I have a couple of question regarding robust regression with M-estimators, such as Huber estimator or Tukey biweight estimator:

  1. Is it possible/common to combine these with regularization terms, such as those used in ridge and lasso regression?
  2. Given that M-estimators originate from maximum likelihood, do they occur in bayesian framework? (and how)

Both extensions seem obvious to me, but searching the internet for either produced surprisingly few hits, so I expect that there are some caveats.

  1. Yes, it's possible, since you can write M-estimation in terms of a loss function (the rho function), to which you can add a penalty, reducing it to another optimization problem. However some M-estimators can have multiple modes on the likelihood, which L1 or L2 regularization won't necessarily remove.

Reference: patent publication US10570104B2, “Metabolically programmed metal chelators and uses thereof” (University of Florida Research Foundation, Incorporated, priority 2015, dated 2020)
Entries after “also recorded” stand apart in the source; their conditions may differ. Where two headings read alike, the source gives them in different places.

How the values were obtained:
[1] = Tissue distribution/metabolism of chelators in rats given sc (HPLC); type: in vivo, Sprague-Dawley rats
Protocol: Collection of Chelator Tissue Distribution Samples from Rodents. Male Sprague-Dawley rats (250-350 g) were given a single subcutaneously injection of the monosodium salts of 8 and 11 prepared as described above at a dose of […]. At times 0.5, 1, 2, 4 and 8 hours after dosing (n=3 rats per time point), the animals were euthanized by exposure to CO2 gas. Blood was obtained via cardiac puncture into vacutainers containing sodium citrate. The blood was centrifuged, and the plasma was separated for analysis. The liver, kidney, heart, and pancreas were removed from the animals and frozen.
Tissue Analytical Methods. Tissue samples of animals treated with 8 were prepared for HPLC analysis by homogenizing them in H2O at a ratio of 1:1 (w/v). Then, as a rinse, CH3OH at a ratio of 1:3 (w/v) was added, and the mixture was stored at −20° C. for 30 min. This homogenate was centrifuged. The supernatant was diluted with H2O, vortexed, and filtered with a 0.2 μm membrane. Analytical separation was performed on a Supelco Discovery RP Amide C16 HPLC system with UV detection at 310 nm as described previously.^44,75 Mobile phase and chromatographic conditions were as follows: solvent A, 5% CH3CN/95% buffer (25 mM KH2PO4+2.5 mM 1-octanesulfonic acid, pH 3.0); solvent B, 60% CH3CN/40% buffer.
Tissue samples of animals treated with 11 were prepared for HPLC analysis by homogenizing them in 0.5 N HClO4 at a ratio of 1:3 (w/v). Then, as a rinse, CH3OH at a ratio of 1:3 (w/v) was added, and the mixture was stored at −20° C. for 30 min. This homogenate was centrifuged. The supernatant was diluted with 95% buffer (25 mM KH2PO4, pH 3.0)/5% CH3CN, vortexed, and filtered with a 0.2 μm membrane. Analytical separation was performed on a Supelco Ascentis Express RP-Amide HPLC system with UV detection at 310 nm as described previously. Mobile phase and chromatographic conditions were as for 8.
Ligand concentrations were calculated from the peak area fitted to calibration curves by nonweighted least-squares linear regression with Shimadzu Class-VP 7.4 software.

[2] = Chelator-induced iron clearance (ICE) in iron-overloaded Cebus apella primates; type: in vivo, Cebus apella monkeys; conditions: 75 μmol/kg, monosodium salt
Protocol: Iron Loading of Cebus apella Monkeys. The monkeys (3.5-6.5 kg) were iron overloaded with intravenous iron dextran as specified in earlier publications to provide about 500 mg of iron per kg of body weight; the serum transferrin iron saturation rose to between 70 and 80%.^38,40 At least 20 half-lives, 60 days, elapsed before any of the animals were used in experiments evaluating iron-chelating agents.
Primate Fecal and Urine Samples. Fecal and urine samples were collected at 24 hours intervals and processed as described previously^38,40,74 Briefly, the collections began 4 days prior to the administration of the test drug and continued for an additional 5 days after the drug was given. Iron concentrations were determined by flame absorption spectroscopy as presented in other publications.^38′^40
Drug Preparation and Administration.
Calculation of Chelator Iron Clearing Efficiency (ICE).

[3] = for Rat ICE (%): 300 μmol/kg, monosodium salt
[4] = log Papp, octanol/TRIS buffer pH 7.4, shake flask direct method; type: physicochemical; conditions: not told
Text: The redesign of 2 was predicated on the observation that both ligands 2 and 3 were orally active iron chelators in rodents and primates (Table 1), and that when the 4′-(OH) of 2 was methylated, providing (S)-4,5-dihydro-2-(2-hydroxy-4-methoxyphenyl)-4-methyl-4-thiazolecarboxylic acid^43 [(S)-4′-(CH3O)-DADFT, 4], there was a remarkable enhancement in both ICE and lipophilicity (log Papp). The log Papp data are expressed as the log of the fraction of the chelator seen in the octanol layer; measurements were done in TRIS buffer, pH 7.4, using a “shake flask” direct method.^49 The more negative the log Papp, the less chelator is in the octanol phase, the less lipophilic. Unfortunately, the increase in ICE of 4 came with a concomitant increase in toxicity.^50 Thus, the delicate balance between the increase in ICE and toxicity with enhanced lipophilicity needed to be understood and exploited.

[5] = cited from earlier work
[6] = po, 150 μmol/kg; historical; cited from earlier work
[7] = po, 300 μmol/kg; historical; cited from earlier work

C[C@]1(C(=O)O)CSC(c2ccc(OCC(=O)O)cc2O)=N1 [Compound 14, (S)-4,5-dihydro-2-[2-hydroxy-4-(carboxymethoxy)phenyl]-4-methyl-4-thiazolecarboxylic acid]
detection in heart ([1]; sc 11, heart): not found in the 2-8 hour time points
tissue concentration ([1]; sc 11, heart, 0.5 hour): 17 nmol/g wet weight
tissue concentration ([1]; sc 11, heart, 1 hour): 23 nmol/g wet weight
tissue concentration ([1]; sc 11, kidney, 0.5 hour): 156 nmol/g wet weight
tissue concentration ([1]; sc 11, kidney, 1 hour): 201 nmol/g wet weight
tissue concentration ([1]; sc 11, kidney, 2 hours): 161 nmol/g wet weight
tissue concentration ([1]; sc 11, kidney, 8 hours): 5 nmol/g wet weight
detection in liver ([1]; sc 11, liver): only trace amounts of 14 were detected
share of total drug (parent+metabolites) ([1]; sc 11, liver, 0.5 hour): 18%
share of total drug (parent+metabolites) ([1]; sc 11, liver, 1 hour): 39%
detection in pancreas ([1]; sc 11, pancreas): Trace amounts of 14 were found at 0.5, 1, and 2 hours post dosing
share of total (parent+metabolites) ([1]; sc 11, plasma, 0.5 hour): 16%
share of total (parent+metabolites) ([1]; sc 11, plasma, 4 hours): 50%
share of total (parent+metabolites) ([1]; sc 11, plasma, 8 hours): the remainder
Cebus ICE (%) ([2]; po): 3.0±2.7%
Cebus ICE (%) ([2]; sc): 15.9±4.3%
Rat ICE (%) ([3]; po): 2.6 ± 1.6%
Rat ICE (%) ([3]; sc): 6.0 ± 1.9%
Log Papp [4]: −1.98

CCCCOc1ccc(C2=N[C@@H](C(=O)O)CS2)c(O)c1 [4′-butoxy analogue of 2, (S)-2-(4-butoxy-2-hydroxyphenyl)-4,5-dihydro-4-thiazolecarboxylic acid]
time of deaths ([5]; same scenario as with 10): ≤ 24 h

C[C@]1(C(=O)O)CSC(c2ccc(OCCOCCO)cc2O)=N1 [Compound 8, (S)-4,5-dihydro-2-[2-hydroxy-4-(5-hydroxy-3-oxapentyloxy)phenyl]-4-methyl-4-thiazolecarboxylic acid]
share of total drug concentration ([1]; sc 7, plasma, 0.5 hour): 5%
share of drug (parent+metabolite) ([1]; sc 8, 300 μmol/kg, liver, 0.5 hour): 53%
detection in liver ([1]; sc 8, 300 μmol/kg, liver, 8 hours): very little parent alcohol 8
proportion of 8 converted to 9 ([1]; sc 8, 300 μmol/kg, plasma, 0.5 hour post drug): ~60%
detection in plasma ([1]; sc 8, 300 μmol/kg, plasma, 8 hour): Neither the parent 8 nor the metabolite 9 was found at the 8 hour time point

2. While M-estimation arises from likelihood ideas, it doesn't always correspond to maximizing a likelihood. Some M-estimators do. The Huber does, for example. However, some don't - like the Tukey biweight (indeed any M-estimator whose $\psi$-function cuts off/goes to 0 at some finite value can't be MLE for any density). The psi function can redescend and you may still have it correspond to likelihood (e.g. it does with the Cauchy) but for the $\psi$-function to correspond to a density, it can't descend too quickly -- or the corresponding density would not be integrable.

    When it does correspond to a density, you can then cast the M-estimation problem into a Bayesian framework.

    It might perhaps be possible to get it in a Bayesian framework in some other circumstances but I can't think of any that don't involve doing something odd like imposing a proper prior which might perhaps combine with some M-estimators to emulate a different improper prior times a valid likelihood (not corresponding to the M-estimator you started with). I wouldn't count that sort of thing myself

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  • $\begingroup$ Thank you for these explanations! $\endgroup$ – Vadim Dec 4 '19 at 7:03

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